Halloween Around The World
A traditional food eaten on Halloween is barnbrack, a kind of fruitcake that can be bought in stores or baked at home. A muslin-wrapped treat is baked inside the cake that, it is said, can foretell the eater’s future. If a ring is found, it means that the person will soon be wed; a piece of straw means that a prosperous year is on its way. Children are also known to play tricks on their neighbors, such as “knock-a-dolly,” a prank in which children knock on the doors of their neighbors, but run away before the door is opened.
Mainland China has been less influenced by Anglo traditions than Hong Kong and Halloween is generally considered "foreign." As Halloween has become more popular globally it has also become more popular in China, however, particularly amongst children attending private or international schools with many foreign teachers.
Halloween arrived only recently in Japan, mainly in the context of American pop culture. Western-style Halloween decorations such as jack-o'-lanterns can be seen in many locations, and places such as Tokyo Disneyland and Universal Studios Japan put on special Halloween events.
In Philippines, Halloween is celebrated as All Saints Day 1 November, immediately followed by All Souls day (Araw ng Patay) on 2 November.
Singapore Chinese celebrates "Zhong Yuan Jie / Yu Lan Jie" (Hungry Ghosts Festival, some sort of Chinese Halloween) during lunar seventh month. It is believed that the gates of hell are opened and the spirits come back to visit their families.
Australia and New Zealand
While not traditionally a part of Australian culture, non-religious celebrations of Halloween modeled on North American festivities are growing in momentum in Australia, in spite of seasonal differences and the transition from spring to summer. Criticism stems largely from the fact that Halloween has little relevance to Australian culture. It is also considered, by some Australians, to be an unwanted American influence; although Halloween does have Celtic/European origins, its increasing popularity in Australia is largely as a result of American pop-culture influence.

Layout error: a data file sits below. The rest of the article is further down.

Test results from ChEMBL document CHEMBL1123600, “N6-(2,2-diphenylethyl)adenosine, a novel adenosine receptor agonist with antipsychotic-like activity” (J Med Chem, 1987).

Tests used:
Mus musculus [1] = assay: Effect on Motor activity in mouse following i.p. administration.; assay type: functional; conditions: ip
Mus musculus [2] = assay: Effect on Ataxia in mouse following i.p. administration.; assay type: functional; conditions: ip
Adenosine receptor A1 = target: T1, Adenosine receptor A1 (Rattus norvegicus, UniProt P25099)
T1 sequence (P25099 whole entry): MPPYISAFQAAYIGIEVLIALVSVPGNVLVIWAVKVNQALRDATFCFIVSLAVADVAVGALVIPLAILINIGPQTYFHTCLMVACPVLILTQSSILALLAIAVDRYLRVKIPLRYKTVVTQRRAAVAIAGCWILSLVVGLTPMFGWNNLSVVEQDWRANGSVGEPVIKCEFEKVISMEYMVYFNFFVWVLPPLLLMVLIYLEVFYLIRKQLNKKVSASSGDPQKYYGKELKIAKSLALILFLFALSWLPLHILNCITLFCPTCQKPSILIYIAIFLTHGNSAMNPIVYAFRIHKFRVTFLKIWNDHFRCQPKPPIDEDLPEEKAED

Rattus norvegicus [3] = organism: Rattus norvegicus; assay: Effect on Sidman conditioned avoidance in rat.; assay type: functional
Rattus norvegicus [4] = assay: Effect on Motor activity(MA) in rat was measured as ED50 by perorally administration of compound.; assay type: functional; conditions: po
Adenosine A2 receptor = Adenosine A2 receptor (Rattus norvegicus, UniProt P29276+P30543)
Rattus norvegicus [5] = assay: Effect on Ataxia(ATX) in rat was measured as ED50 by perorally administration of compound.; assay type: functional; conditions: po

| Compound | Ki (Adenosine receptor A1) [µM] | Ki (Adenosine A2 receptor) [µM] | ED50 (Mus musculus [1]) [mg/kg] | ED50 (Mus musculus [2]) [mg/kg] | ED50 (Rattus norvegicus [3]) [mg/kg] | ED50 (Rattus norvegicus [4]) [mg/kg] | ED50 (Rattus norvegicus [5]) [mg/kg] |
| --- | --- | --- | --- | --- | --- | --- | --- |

Bosnia and Herzegovina
In Bosnia and Herzegovina, vignesh Halloween was not celebrated until recently. For the past few years, it has been popular among younger generations. Halloween is a work day in Bosnia and Herzegovina. Since wearing masks has become highly popular among children and teenagers, e.g. in many Bosnian schools, both elementary as well as high schools (gymnasiums and vocational), students will usually wear costumes and masks on Halloween. There it is called Noc vještica (English translation: Night of Witches).
Halloween was not generally observed in Germany prior to the 1990s, in part due to the opposition of the Lutheran Church. It has been increasing in popularity, however, with a fifth of Germans now telling pollsters they celebrate Halloween. Halloween has been associated with the influence of U.S. culture, and "Trick or Treating" (in German,"Süßes oder Saures") has been occurring in some areas such as the Dahlem neighborhood in Berlin, which was part of the American zone during the Cold War. Complaints of vandalism associated with Halloween "Tricks" are increasing, particular from many elderly Germans unfamiliar with "Trick or Treating.
The custom dates back at least as far as the 15th century and was found in parts of England, Belgium, Germany, Austria and Italy. Groups of poor people, often children, would go door-to-door during Allhallowtide, collecting soul cakes, in exchange for praying for the dead, especially the souls of the givers' friends and relatives. Shakespeare mentions the practice in his comedy The Two Gentlemen of Verona (1593). The custom of wearing costumes has been explicated by Prince Sorie Conteh, who wrote: "It was traditionally believed that the souls of the departed wandered the earth until All Saints' Day, and All Hallows' Eve provided one last chance for the dead to gain vengeance on their enemies before moving to the next world. In order to avoid being recognized by any soul that might be seeking such vengeance, people would don masks or costumes to disguise their identities".